Picture: 123RF/LEEA VISION
Picture: 123RF/LEEA VISION

“Age is just a number,” the front of the card said. When you opened it, the word “Wrong” screamed at you, followed, in smaller print: “Age is a word”.

Another card read: “Age is just a number we count until we’re old enough to know it doesn’t count.”

Yet another: “Age is an issue of mind over matter. If you don’t mind, it doesn’t matter.”

There was one with a white-haired, facially lined woman on a motorbike, her head thrown back as she raced along saying: “It’s never too late.”

None of them fit the spirit, the energy or the lifestyle of the 80-year-old friend whose birthday card I was selecting. She’s just not old.

She never — and I mean never, ever — mentions age. She just lives and runs her multi-million-rand company and travels. She recently spent six weeks in Spain and South America sourcing product for her hugely successful shops. She told how she traveled on a bus for nine hours, broke the journey by spending a night in a makeshift hostel-type rooming house, and then got back on the bus for another nine hours to get to a village she wanted to source a particular fabric from.

Her birthday invitation read “Come Celebrate a BIG Birthday”. No age given, although she’s never made a secret of how old she is.

I have never heard her share a story of physical pain, though I’m sure she must creak, like I do, when she gets out of bed. Her aches and pains, if she has them, are borne silently. She is slender and healthy and physically strong and (this bit kills me since I gave them up at 30!) is comfortable in heels.

Is that what the new 80 looks like for women?

Prof Stuart Kim believes that the person who will live to be 200 has already been born. He’s so sure of it that he’s placed a million dollar bet on it with gerontology scientists around the world and points out that just in his lifetime, the average life expectancy has increased by two and a half years every decade

A friend from university who is my age (60) recently started dating an 80-year-old, a man who is still employed, who travels extensively for his work, who is suave and charming and ambulatory enough to play a rousing game of tennis, and whose strength skills on water skis are remarkable.

After an initial gasp from us, her friends, his age has melted into meaninglessness and we are all a little exhausted trying to keep up with him. He, too, never makes any reference to age.

Is this what the new 80 looks like for men?

One of my favourite cousins turns 60 this month. I offered to spend her “BIG” birthday with her, maybe throw her a 60th birthday lunch? She was aghast. Goodness, she said, what big birthday? Nobody knows how old I am, people think I’m years younger … why on earth would I announce that I was turning 60? Is that how the new 60 (unlike me who trumpets my age and ageing constantly) behaves?

Eleanor Roosevelt wrote what, for me, have been these prophetic lines: “Probably the happiest period in life most frequently is in middle age, when the eager passions of youth are cooled, and the infirmities of age not yet begun; as we see that the shadows, which are at morning and evening so large, almost entirely disappear at midday.” But then French poet, novelist and dramatist of the Romantic Movement, Victor Hugo counters that: “When grace is joined with wrinkles, it is adorable. There is an unspeakable dawn in happy old age.”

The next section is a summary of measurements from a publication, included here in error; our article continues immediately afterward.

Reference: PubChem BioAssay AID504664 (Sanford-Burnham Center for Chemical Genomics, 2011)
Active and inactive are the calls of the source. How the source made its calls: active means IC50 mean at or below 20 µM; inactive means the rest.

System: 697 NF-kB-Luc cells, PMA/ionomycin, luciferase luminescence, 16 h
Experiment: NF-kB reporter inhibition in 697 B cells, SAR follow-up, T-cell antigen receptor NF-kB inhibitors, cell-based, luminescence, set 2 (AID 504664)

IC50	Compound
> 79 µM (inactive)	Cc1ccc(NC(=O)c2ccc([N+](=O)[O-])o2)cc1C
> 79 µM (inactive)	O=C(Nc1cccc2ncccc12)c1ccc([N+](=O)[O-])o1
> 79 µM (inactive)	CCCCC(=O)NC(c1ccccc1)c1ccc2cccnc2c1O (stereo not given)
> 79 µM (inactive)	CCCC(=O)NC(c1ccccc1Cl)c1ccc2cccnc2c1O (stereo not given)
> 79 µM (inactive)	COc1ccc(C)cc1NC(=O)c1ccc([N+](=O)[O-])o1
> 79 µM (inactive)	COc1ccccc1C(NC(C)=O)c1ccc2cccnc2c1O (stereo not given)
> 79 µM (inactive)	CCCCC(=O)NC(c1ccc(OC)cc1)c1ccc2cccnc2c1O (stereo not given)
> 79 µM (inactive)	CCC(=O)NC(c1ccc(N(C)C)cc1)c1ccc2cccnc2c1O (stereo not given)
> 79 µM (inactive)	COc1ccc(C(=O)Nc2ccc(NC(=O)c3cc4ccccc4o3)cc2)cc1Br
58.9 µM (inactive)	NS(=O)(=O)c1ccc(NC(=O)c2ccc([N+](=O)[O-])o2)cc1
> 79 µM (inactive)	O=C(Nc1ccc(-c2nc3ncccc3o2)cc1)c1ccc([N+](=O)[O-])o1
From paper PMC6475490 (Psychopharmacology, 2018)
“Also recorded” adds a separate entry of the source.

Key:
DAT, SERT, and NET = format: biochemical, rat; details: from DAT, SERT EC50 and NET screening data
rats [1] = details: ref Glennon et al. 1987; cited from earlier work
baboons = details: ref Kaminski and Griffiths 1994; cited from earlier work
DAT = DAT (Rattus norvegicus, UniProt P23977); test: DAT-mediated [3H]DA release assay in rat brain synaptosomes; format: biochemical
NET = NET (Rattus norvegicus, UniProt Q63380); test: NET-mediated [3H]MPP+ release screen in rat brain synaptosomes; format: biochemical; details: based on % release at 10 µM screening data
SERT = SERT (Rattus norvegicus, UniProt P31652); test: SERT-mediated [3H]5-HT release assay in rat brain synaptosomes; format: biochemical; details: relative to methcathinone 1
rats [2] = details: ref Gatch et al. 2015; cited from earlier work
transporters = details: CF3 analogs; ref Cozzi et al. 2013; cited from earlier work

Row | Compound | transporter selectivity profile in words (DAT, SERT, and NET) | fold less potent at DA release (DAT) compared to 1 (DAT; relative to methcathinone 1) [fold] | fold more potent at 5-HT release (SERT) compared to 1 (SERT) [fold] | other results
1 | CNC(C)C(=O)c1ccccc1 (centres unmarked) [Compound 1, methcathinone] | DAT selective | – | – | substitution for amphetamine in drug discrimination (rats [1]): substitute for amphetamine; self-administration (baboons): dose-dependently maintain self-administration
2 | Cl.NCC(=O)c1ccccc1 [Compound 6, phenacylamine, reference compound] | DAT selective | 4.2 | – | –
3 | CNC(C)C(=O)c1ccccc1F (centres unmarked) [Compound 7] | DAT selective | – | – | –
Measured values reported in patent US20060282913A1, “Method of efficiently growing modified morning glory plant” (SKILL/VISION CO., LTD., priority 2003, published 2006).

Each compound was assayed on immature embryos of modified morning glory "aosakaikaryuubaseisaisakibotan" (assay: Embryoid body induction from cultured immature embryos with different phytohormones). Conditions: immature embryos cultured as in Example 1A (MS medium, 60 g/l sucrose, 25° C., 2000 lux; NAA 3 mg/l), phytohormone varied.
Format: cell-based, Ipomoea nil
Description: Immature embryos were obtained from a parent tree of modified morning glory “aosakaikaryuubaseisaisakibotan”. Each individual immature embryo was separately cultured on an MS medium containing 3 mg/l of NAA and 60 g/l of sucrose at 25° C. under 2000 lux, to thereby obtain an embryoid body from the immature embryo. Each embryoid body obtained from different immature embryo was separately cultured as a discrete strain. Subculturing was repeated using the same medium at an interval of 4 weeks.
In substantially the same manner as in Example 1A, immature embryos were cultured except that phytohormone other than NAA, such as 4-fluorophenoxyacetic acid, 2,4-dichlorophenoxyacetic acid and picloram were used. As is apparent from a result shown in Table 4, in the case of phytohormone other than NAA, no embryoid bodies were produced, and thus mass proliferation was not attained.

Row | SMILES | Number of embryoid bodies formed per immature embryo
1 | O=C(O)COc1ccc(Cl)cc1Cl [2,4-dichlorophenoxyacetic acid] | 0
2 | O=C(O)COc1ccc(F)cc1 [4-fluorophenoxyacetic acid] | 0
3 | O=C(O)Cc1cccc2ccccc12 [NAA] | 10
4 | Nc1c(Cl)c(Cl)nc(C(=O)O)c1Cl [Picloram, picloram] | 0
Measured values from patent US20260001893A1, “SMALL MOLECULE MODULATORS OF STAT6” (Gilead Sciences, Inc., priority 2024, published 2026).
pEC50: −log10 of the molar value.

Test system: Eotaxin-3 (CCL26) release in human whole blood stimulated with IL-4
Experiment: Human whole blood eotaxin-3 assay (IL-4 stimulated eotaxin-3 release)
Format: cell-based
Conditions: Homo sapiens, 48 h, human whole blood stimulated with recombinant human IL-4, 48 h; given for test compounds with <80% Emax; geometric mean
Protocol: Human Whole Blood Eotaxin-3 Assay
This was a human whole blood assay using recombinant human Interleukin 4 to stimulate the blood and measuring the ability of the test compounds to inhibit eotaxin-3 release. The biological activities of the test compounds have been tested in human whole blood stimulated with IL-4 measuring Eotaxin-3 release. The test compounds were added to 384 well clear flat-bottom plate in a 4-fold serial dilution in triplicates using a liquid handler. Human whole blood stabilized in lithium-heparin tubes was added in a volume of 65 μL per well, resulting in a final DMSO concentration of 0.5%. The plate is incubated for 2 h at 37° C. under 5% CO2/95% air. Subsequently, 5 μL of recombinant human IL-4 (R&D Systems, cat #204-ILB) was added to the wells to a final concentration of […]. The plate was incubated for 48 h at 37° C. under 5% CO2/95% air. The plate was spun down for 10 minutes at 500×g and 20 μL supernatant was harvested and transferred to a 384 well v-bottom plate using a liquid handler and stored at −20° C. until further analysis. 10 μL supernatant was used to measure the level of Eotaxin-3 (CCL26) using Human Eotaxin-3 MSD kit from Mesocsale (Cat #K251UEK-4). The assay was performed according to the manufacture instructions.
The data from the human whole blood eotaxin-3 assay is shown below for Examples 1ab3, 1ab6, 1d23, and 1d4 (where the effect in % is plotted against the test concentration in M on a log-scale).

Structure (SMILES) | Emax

From what I am seeing around me, apparently not.

Death, be not proud

You know how Uber distrupted the taxi industry; how food trucks disrupted sit down restaurants; how Airbnb disrupted hotels? Well life, it seems, has disrupted death. Life is the new disrupter, taking over from death, if you want it to be. You can still catch a taxi, or use Uber. Its your choice. You can book into a hotel or spend your holiday in an Airbnb. It’s your choice. You can live to 200 or you could die. It’s your choice.

A scientist who specialises in aging at Stanford University, Prof Stuart Kim believes that the person who will live to be 200 has already been born. He’s so sure of it that he’s placed a million dollar bet on it with gerontology scientists around the world and points out that just in his lifetime, the average life expectancy has increased by two and a half years every decade.

Of course we’re living longer. Just think of the effort that has been put into medical science just in the area of reducing infant mortality. More babies, more adults, more chance of growing old.

We know why we’re able to grow old. Over the past century or two, there have been astonishing improvements in nutrition and clean water and better sanitation and the application of medical science to tackle disease.

People (mostly rich people with access to all these age improving factors, it must be said) are being allowed to reach their potential lifespan. So people who would have died earlier are living longer. The world’s oldest, verified, person was Jeanne Calment, born in 1875 in Arles, France, and died 122 years and 164 days later in 1997.

We now learn from age researchers that what we’ve been told about old age and death being programmed into our genes is not necessarily true. Experts believe we age because we have not had the advantage of being genetically coded for a very long life.

So, we need only reprogramme our genes, eradicate illness, banish disease and live — well — forever.

British biomedical gerontologist Dr Aubrey de Grey wrote: “I call it longevity escape velocity — where we have a sufficiently comprehensive panel of therapies to enable us to push back the ill-health of old age faster than time is passing. And that way, we buy ourselves enough time to develop more therapies further as time goes on.”

The secret, I am learning, about how to grow old gracefully is to not talk about it, to just get on with it. To live.

Now all I need is a way to fund my 100th birthday party.